While distilling leaves you with absolutely clean water, it is very costly. The constant need of burning material is a real problem if a bigger amount of water is required.
But fortunately, there is another method that is way cheaper.
Every citizen can build his own water filter, with gravel, sand, charcoal and some cloth:
This filter clears out most of the dirt and leaves you with clean water. On a bigger scale this might look like this:
To use it, simply pour your water through a few times.
The water you get will be very clear, though still contain bacteria. To get rid of those, boil it for about three to five minutes. While you still need burning fuel for this, it is much more cheaper to boil it for a few moments than condensating it completely. Another advantage of boiling collected water instead of full distillation is, that the minerals that the water has collected won't get lost during the process.
If using rainwater like in the second image, the water should be relatively bacteria-free and drinkable from tap. Rain-water is pretty similar to distilled water. After condensating as clouds, collected rainwater has had its only opportunity to get dirty while falling down to earth, picking up whatever is in the air. Back in the day, where chemical air pollution wasn't a big thing (usage of coal has been prohibited in 1273), that is no problem for you.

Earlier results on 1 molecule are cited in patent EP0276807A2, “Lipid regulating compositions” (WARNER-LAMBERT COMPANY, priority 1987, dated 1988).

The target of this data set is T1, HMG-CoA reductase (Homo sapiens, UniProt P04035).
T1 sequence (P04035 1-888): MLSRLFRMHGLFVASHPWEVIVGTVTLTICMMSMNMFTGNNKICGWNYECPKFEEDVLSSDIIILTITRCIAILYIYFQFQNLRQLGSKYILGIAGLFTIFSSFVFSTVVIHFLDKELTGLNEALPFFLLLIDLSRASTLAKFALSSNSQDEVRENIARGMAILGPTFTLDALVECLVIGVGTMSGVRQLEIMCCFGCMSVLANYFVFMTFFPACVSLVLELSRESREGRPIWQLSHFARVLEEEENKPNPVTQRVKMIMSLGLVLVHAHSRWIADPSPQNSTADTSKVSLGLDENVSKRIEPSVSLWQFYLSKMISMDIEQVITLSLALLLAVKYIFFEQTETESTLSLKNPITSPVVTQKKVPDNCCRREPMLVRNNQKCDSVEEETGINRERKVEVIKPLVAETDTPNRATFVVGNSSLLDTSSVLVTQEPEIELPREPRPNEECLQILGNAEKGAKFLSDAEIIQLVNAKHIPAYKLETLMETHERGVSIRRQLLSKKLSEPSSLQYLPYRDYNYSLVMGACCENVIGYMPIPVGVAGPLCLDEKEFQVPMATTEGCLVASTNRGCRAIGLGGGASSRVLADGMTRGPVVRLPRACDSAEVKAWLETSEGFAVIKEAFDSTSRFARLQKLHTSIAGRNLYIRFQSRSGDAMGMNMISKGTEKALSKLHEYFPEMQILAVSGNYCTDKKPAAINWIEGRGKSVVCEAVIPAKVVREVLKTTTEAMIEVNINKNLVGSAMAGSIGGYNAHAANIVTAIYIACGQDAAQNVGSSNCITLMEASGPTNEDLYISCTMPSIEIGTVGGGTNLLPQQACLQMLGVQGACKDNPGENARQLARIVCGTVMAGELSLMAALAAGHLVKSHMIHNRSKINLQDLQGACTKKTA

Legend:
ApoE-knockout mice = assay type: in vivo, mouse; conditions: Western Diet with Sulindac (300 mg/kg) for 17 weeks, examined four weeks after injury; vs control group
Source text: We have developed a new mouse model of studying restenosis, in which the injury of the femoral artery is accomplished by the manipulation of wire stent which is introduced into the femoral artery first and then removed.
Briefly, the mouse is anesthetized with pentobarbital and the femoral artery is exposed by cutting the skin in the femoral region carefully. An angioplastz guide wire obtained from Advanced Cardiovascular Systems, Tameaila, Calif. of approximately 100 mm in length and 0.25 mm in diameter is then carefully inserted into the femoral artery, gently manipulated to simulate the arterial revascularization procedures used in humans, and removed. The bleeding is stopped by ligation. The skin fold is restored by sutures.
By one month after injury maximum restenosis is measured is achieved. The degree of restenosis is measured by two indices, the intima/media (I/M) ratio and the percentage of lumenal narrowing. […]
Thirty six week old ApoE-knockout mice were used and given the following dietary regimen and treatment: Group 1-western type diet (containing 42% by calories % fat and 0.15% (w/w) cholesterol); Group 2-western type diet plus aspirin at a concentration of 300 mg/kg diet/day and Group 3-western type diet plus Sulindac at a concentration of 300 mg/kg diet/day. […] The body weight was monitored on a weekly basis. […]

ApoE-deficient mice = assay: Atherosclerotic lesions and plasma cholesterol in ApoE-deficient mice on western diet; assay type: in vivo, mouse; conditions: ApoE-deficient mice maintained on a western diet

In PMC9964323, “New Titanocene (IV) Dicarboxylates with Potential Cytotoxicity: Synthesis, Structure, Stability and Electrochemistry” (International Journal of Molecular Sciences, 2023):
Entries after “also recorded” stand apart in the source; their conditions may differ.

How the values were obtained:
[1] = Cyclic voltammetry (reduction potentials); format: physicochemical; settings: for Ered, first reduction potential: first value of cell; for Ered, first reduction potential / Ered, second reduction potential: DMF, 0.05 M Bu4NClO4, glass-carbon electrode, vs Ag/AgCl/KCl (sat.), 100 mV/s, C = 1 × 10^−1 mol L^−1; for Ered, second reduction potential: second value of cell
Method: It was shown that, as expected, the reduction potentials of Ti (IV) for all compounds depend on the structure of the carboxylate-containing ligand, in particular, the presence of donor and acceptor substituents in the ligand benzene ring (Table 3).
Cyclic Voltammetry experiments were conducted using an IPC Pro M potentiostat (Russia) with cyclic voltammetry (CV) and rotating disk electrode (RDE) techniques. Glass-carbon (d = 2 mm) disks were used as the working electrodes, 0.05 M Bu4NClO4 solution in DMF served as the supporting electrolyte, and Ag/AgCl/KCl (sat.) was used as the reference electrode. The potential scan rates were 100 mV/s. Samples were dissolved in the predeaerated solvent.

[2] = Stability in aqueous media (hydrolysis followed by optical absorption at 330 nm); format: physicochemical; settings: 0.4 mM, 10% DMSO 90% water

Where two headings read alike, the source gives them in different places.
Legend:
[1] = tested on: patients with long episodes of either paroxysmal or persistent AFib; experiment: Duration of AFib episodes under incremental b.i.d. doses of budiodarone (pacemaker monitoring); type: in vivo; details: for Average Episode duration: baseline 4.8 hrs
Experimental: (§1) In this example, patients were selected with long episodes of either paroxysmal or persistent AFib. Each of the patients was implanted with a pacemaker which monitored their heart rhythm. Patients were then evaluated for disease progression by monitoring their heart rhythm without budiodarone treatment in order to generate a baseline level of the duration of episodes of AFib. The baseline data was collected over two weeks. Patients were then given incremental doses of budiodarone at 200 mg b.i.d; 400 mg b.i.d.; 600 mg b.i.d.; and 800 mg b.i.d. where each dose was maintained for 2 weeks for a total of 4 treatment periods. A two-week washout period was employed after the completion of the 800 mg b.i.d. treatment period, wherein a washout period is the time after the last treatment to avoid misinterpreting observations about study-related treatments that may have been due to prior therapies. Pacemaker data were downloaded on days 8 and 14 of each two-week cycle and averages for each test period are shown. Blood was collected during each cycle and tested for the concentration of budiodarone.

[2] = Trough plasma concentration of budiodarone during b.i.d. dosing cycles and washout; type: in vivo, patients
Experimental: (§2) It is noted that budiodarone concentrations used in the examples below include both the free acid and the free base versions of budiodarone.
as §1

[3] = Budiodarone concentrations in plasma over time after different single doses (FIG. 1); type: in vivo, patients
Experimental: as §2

So, the final plan for your city-wide water supply would be to provide every household with a big water barrel that collects and filters rain-water collected from the rooftops. For the case in which the collected rain-water does not suffice all your needs, you can filter and boil water you collected from wells or streams.
Also, as T.J. Crowder mentioned (thank you!):
After 2-3 weeks once the hypogeal layer has formed, you probably don't need to boil the result. Note that it's necessary to renew that layer periodically as it gets too thick (I don't know how often; not all that often is my impression).
As he mentioned, after a while a biofilm will form.
The surface biofilm is the layer that provides the effective purification in potable water treatment, the underlying sand providing the support medium for this biological treatment layer. As water passes through the hypogeal layer, particles of foreign matter are trapped in the mucilaginous matrix and soluble organic material is adsorbed. The contaminants are metabolised by the bacteria, fungi and protozoa.
So you are not even required to boil your water anymore. But be careful, as you need to renew the layer every now and so often, as
Slow sand filters slowly lose their performance as the biofilm thickens and thereby reduce[…] the rate of flow through the filter.